Personal tools

Declaration vs. expression style

From HaskellWiki

(Difference between revisions)
Jump to: navigation, search
(Add table borders)
(Add link to Let vs. Where and History of Haskell pages)
 
Line 56: Line 56:
   
 
== See also ==
 
== See also ==
+
* [[Let vs. Where]]
* http://research.microsoft.com/~simonpj/papers/history-of-haskell/ section 4.4
+
* [[History of Haskell]] (in section 4.4)
   
 
[[Category:Style]]
 
[[Category:Style]]

Latest revision as of 00:41, 23 August 2008

There are two main styles of writing functional programs, which are both supported by Haskell mainly because several language designers preferred these different styles.

In the declaration style you formulate an algorithm in terms of several equations that shall be satisfied.
In the expression style you compose big expressions from small expressions.

Contents

[edit] 1 Comparison

As illustration for the two styles, Simon Peyton Jones give two implementations of the Prelude function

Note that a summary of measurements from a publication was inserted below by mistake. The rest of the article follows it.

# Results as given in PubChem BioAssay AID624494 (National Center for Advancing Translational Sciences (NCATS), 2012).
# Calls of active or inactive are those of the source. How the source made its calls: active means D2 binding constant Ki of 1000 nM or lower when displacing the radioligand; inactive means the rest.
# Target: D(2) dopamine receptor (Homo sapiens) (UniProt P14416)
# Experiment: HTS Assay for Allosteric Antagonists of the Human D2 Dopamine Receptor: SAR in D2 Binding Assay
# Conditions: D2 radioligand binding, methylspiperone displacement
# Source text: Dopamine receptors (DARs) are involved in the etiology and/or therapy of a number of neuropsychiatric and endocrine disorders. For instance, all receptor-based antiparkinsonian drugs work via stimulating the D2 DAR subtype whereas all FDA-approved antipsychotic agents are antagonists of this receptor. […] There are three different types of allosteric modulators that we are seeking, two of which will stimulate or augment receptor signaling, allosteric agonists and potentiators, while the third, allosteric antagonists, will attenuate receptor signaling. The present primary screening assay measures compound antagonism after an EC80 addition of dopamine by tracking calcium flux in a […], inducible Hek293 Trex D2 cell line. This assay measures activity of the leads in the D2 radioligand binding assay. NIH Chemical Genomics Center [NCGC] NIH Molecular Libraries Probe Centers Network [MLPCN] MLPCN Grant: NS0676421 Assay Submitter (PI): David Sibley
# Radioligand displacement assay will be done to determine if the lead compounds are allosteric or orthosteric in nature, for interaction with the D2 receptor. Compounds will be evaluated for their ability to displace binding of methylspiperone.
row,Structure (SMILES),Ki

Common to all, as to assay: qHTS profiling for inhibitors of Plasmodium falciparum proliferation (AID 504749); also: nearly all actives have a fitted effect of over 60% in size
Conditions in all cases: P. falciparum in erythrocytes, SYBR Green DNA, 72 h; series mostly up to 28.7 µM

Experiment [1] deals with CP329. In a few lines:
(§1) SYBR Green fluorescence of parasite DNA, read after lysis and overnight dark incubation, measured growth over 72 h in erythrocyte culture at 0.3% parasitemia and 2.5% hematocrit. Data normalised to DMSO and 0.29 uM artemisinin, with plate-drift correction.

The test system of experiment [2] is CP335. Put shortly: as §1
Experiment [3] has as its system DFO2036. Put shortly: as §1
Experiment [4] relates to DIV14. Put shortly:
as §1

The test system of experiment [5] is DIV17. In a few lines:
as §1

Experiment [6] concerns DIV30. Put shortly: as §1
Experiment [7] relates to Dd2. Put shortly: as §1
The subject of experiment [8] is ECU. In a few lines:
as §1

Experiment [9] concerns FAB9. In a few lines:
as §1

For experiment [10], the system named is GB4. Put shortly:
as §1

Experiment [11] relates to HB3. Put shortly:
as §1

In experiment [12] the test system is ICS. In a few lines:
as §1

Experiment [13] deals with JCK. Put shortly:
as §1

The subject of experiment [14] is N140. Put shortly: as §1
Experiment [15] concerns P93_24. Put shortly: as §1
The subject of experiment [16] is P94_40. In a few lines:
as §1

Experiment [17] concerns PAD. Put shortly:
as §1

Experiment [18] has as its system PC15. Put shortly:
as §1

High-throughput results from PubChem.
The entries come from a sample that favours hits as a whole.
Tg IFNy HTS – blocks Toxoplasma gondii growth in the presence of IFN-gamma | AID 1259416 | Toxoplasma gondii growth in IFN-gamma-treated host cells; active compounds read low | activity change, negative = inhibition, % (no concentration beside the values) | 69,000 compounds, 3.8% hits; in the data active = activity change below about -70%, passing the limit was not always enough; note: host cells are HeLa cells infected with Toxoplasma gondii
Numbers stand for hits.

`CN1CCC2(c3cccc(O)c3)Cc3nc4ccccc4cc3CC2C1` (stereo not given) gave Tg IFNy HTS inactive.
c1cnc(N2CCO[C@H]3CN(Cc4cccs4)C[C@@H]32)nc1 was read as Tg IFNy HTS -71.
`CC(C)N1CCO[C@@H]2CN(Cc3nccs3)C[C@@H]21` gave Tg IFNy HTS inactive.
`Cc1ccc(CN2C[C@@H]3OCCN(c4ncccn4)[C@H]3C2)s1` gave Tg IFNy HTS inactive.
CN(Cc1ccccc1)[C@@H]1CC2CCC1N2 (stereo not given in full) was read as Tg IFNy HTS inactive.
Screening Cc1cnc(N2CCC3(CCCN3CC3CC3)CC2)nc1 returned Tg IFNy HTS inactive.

filter
:
filter :: (a -> Bool) -> [a] -> [a]

[edit] 1.1 Declaration style

filter p [] = []
filter p (x:xs)
   | p x = x : rest
   | otherwise = rest
   where
     rest = filter p xs

[edit] 1.2 Expression style

filter =
   \p -> \ xs ->
      case xs of
         [] -> []
         (x:xs) ->
            let rest = filter p xs
            in  if p x
                  then x : rest
                  else rest

[edit] 2 Syntactic elements

There are characteristic elements of both styles.

Declaration style Expression-style
where
clause
let
expression
Function arguments on left hand side:
f x = x*x
Lambda abstraction:
f = \x -> x*x
Pattern matching in function definitions:
f [] = 0
case
expression:
f xs = case xs of [] -> 0
Guards on function definitions:
f [x] | x>0 = 'a'
if
expression:
f [x] = if x>0 then 'a' else ...

[edit] 3 See also